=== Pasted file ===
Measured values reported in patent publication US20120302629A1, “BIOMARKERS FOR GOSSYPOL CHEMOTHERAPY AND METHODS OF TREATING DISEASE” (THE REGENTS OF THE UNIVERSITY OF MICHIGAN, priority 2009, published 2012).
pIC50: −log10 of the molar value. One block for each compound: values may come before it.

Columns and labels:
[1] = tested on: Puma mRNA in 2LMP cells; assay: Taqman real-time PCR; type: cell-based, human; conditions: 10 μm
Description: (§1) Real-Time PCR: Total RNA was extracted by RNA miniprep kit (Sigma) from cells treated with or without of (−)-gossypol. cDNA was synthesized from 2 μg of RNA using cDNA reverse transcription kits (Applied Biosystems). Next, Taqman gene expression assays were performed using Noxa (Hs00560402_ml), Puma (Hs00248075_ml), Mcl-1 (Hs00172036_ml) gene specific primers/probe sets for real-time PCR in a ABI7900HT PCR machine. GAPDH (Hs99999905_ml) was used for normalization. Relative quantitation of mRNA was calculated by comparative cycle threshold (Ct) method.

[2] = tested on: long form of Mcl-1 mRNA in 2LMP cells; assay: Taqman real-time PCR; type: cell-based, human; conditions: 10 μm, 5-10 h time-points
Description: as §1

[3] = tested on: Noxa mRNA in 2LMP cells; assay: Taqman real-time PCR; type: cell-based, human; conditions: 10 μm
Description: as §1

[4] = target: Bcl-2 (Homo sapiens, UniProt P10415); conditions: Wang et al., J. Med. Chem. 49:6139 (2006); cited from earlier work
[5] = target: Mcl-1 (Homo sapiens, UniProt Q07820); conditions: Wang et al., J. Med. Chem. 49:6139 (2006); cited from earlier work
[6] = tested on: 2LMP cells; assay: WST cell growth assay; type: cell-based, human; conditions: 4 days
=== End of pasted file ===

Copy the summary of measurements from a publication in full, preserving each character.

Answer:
Measured values reported in patent publication US20120302629A1, “BIOMARKERS FOR GOSSYPOL CHEMOTHERAPY AND METHODS OF TREATING DISEASE” (THE REGENTS OF THE UNIVERSITY OF MICHIGAN, priority 2009, published 2012).
pIC50: −log10 of the molar value. One block for each compound: values may come before it.

Columns and labels:
[1] = tested on: Puma mRNA in 2LMP cells; assay: Taqman real-time PCR; type: cell-based, human; conditions: 10 μm
Description: (§1) Real-Time PCR: Total RNA was extracted by RNA miniprep kit (Sigma) from cells treated with or without of (−)-gossypol. cDNA was synthesized from 2 μg of RNA using cDNA reverse transcription kits (Applied Biosystems). Next, Taqman gene expression assays were performed using Noxa (Hs00560402_ml), Puma (Hs00248075_ml), Mcl-1 (Hs00172036_ml) gene specific primers/probe sets for real-time PCR in a ABI7900HT PCR machine. GAPDH (Hs99999905_ml) was used for normalization. Relative quantitation of mRNA was calculated by comparative cycle threshold (Ct) method.

[2] = tested on: long form of Mcl-1 mRNA in 2LMP cells; assay: Taqman real-time PCR; type: cell-based, human; conditions: 10 μm, 5-10 h time-points
Description: as §1

[3] = tested on: Noxa mRNA in 2LMP cells; assay: Taqman real-time PCR; type: cell-based, human; conditions: 10 μm
Description: as §1

[4] = target: Bcl-2 (Homo sapiens, UniProt P10415); conditions: Wang et al., J. Med. Chem. 49:6139 (2006); cited from earlier work
[5] = target: Mcl-1 (Homo sapiens, UniProt Q07820); conditions: Wang et al., J. Med. Chem. 49:6139 (2006); cited from earlier work
[6] = tested on: 2LMP cells; assay: WST cell growth assay; type: cell-based, human; conditions: 4 days